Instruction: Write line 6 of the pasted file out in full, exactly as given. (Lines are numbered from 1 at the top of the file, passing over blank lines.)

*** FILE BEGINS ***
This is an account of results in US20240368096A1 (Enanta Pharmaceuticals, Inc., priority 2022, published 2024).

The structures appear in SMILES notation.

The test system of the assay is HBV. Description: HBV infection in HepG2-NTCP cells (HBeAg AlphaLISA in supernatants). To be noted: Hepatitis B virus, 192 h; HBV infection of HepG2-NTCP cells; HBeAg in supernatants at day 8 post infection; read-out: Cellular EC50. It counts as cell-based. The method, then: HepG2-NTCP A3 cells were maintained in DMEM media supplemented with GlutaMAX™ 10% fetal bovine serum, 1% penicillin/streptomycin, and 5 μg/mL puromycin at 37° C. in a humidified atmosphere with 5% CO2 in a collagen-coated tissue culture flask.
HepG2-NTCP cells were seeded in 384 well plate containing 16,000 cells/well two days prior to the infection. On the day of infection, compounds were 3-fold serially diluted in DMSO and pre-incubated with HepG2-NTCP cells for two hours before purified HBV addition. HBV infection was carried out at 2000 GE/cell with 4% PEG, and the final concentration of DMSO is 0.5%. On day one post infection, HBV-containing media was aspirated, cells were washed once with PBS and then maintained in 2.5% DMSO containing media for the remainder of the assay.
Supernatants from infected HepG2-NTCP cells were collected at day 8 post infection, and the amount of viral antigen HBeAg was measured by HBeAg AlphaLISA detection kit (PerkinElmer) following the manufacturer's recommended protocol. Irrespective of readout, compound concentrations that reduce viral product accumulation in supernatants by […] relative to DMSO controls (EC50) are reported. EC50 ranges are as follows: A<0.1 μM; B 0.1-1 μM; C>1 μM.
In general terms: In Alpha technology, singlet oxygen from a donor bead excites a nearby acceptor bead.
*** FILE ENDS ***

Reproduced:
In general terms: In Alpha technology, singlet oxygen from a donor bead excites a nearby acceptor bead.